Tag Archives: homes

Fast, Easy, Bamboo….

Green minded home builders have been looking for the most sustainable methods for building their homes from recycled materials, adobe bricks to building underground, however, it seems that bamboo is probably the most eco-friendly and sustainable of all. Unlike “normal” trees which supply framing for traditional homes, bamboo is fast growing which allows it to be replenished in a fraction of the time it requires to grow a tree and it is very sturdy. In fact, In many East Asian countries, bamboo is the preferred choose for scaffolding over steal we seen in the west.

The-bamboo-houses

Bamboo-dome-shelter-2

Images courtesy of their respective owners

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Hemp. You can eat it, wear it and now…build with it

Hemp is a topic of much debate and controversy  due to its association with its more potent cousin, marijuana but hemp has no psychoactive qualities and is highly versatile and sustainable. Due to the U.S. government unable or unwilling able to make the distinction between hemp and marijuana, it is illegal to cultivate though it is a net importer and hemp products are readily available in certain parts the country. Among these, hempcrete, which is a mixture of hemp hurds and lime and offers a eco-friendly alternative to concrete and is not as brittle however, it lacks the compressible strength of concrete so application is somewhat limited in larger structures. As an added bonus, it is carbon negative which means it absorbs carbon dioxide.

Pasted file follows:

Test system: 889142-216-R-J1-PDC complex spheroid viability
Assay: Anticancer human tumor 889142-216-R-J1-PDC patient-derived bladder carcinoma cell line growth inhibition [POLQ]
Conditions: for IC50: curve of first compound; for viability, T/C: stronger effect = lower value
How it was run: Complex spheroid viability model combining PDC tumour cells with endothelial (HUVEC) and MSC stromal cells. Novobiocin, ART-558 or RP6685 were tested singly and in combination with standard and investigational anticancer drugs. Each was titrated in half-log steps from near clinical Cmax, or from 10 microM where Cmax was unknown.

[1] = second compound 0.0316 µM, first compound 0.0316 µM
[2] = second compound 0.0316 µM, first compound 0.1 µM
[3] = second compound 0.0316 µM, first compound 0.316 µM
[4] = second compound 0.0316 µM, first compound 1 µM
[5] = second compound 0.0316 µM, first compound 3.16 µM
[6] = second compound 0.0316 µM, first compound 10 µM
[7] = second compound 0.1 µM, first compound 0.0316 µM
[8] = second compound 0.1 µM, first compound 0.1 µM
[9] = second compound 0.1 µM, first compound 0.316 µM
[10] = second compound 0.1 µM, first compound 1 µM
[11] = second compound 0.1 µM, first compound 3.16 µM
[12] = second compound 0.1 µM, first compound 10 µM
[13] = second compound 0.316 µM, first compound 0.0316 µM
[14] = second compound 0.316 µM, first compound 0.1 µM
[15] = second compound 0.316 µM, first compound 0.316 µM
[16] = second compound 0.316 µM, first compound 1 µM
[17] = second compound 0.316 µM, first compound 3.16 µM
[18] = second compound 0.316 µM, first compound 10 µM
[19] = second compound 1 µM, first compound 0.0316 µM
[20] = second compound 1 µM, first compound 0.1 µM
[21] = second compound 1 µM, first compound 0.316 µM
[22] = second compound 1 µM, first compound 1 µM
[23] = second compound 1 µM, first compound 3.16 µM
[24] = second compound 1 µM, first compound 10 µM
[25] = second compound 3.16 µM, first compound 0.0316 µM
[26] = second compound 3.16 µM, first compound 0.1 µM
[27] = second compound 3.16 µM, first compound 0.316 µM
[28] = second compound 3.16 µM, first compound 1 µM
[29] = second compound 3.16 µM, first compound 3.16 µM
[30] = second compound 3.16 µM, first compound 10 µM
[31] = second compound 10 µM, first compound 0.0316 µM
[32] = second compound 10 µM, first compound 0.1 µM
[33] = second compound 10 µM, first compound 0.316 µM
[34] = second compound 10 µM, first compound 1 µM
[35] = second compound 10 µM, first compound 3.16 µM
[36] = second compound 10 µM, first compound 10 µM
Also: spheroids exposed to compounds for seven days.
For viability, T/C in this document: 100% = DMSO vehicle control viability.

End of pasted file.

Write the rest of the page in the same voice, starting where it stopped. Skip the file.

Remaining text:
Though widely used in several countries around the world, it’s adoption in the United States has been extremely limited as widespread industrial usage of hemp would require to cultivation which means challenging federal and state drug laws governing Cannabis. This has not stopped North Carolina home builder, Hemp Technologies from taking on the uphill battle of convincing local and federal officials the environmental benefits of hempcrete and hopefully repeal laws banning hemp production.  They have already constructed homes in several states including the home below in Asheville, their first.

Images courtesy of Tradical (brick) and Hemp Technologies (house)

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